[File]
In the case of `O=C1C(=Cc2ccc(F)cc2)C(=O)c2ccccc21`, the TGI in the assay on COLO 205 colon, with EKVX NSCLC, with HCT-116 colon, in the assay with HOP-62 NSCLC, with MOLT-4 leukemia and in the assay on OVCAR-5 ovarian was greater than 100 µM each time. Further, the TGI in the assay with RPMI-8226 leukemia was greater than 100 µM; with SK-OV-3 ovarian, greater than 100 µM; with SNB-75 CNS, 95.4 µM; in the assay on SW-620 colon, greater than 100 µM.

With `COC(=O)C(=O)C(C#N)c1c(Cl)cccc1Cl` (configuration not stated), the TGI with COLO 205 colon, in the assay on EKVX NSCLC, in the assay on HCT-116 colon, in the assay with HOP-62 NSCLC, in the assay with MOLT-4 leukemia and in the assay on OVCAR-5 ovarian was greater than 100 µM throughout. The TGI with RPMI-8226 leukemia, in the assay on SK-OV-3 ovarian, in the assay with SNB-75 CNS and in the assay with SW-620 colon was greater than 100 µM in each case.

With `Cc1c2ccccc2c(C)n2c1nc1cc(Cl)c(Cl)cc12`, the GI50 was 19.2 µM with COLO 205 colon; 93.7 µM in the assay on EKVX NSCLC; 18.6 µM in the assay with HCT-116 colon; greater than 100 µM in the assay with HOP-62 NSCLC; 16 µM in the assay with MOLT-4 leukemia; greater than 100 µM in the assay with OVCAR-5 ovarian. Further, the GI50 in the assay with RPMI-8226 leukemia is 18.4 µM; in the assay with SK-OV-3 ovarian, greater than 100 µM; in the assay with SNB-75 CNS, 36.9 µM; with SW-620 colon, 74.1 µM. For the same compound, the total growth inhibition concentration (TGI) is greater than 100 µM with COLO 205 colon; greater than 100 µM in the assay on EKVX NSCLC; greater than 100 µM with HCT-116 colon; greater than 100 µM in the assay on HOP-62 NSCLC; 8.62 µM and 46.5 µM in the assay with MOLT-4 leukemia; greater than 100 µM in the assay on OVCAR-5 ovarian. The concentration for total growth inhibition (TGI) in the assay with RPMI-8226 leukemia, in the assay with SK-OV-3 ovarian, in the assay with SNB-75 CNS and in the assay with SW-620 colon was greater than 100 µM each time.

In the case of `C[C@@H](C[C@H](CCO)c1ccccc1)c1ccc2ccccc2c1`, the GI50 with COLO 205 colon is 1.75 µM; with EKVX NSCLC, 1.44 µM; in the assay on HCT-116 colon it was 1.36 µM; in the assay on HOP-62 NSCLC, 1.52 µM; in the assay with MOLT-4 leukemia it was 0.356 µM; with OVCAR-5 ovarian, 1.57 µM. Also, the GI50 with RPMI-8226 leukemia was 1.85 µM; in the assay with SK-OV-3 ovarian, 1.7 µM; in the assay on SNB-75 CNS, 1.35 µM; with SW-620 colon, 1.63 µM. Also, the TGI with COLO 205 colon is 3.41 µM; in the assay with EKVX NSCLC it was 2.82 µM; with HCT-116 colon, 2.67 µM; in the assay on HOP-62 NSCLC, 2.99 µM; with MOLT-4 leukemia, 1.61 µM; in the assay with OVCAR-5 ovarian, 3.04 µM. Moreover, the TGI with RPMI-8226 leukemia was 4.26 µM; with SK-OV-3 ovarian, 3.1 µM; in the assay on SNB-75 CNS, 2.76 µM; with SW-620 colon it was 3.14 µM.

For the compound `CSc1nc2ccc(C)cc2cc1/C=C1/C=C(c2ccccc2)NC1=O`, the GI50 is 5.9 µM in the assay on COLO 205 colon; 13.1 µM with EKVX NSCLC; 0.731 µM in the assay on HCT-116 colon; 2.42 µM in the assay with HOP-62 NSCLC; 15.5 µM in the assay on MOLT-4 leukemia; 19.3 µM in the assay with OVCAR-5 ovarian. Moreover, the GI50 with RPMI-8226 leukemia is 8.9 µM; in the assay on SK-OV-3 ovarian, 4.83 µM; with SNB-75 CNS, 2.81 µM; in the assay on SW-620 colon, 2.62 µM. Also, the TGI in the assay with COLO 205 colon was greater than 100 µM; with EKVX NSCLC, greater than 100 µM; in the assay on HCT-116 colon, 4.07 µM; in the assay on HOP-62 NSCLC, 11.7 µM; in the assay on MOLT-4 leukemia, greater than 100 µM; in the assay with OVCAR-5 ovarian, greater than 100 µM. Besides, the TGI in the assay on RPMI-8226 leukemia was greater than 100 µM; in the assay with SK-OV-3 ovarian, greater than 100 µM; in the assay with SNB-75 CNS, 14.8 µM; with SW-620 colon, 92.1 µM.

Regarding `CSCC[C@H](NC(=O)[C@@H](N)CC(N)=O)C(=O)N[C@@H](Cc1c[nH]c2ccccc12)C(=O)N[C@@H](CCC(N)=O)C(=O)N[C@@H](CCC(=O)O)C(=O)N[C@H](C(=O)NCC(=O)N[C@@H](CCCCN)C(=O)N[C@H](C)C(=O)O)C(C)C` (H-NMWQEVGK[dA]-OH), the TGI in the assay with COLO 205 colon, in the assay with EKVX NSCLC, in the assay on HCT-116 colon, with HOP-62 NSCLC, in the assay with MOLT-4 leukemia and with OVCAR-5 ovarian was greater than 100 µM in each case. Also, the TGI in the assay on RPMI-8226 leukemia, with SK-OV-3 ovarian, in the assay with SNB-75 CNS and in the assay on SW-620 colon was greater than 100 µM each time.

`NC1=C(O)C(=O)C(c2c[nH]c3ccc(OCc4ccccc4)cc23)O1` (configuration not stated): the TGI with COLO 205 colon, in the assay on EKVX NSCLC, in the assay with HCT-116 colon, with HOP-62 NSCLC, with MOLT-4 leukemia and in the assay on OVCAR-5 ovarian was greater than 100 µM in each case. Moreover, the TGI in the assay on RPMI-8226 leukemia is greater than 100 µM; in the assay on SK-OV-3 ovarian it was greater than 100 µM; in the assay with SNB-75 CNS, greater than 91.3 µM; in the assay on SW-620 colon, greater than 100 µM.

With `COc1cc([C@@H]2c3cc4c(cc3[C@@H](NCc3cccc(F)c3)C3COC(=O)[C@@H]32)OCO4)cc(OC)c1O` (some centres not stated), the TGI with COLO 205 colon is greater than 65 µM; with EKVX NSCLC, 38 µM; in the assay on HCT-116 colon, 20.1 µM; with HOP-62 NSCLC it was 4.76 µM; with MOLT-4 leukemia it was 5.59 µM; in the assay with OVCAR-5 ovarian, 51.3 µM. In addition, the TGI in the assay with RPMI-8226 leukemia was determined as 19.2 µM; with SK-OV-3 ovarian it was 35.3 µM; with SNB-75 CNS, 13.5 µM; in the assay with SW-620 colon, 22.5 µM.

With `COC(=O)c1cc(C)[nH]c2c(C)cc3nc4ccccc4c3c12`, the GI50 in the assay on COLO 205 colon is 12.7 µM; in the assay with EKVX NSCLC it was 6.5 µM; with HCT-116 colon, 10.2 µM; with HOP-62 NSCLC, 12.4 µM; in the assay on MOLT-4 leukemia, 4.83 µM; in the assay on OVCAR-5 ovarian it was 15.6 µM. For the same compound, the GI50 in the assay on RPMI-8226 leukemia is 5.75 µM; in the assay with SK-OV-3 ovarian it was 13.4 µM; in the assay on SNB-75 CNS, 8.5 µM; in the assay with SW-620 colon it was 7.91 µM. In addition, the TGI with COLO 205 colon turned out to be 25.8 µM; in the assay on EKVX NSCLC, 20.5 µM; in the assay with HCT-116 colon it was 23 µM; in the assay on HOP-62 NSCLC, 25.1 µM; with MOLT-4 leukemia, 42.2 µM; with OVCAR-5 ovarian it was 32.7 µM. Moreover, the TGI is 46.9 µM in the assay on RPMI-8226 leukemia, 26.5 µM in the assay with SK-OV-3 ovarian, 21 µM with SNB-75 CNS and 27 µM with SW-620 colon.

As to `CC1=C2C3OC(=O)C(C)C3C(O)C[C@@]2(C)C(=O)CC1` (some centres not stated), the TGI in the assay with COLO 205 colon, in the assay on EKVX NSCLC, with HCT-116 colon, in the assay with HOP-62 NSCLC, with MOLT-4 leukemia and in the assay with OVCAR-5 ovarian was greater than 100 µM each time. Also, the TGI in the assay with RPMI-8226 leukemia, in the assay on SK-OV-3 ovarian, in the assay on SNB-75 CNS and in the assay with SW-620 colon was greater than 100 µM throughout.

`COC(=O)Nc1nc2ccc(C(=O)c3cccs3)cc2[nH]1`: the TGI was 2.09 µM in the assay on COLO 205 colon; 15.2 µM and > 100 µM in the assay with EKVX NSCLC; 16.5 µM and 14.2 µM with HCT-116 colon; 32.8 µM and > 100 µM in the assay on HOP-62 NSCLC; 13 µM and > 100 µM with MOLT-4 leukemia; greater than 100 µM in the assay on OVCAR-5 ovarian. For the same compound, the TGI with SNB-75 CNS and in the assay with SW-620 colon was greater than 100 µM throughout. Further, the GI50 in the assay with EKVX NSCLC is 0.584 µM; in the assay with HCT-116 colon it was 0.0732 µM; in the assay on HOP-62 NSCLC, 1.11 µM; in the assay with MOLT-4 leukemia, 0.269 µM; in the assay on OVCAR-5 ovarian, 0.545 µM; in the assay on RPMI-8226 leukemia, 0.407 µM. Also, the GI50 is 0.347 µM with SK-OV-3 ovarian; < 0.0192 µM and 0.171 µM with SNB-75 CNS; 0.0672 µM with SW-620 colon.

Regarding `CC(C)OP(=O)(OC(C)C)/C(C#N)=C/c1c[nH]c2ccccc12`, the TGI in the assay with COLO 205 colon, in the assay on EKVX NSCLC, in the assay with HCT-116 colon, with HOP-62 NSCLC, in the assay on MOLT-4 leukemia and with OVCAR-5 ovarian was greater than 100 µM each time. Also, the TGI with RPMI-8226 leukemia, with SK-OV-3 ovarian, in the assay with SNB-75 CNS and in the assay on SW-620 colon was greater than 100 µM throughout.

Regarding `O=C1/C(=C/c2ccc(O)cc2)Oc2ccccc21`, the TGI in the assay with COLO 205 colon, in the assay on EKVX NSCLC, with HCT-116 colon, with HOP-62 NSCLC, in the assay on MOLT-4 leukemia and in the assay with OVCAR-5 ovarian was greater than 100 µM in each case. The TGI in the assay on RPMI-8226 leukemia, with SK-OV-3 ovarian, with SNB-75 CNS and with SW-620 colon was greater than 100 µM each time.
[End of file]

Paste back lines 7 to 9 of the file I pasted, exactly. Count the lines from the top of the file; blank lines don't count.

`NC1=C(O)C(=O)C(c2c[nH]c3ccc(OCc4ccccc4)cc23)O1` (configuration not stated): the TGI with COLO 205 colon, in the assay on EKVX NSCLC, in the assay with HCT-116 colon, with HOP-62 NSCLC, with MOLT-4 leukemia and in the assay on OVCAR-5 ovarian was greater than 100 µM in each case. Moreover, the TGI in the assay on RPMI-8226 leukemia is greater than 100 µM; in the assay on SK-OV-3 ovarian it was greater than 100 µM; in the assay with SNB-75 CNS, greater than 91.3 µM; in the assay on SW-620 colon, greater than 100 µM.

With `COc1cc([C@@H]2c3cc4c(cc3[C@@H](NCc3cccc(F)c3)C3COC(=O)[C@@H]32)OCO4)cc(OC)c1O` (some centres not stated), the TGI with COLO 205 colon is greater than 65 µM; with EKVX NSCLC, 38 µM; in the assay on HCT-116 colon, 20.1 µM; with HOP-62 NSCLC it was 4.76 µM; with MOLT-4 leukemia it was 5.59 µM; in the assay with OVCAR-5 ovarian, 51.3 µM. In addition, the TGI in the assay with RPMI-8226 leukemia was determined as 19.2 µM; with SK-OV-3 ovarian it was 35.3 µM; with SNB-75 CNS, 13.5 µM; in the assay with SW-620 colon, 22.5 µM.

With `COC(=O)c1cc(C)[nH]c2c(C)cc3nc4ccccc4c3c12`, the GI50 in the assay on COLO 205 colon is 12.7 µM; in the assay with EKVX NSCLC it was 6.5 µM; with HCT-116 colon, 10.2 µM; with HOP-62 NSCLC, 12.4 µM; in the assay on MOLT-4 leukemia, 4.83 µM; in the assay on OVCAR-5 ovarian it was 15.6 µM. For the same compound, the GI50 in the assay on RPMI-8226 leukemia is 5.75 µM; in the assay with SK-OV-3 ovarian it was 13.4 µM; in the assay on SNB-75 CNS, 8.5 µM; in the assay with SW-620 colon it was 7.91 µM. In addition, the TGI with COLO 205 colon turned out to be 25.8 µM; in the assay on EKVX NSCLC, 20.5 µM; in the assay with HCT-116 colon it was 23 µM; in the assay on HOP-62 NSCLC, 25.1 µM; with MOLT-4 leukemia, 42.2 µM; with OVCAR-5 ovarian it was 32.7 µM. Moreover, the TGI is 46.9 µM in the assay on RPMI-8226 leukemia, 26.5 µM in the assay with SK-OV-3 ovarian, 21 µM with SNB-75 CNS and 27 µM with SW-620 colon.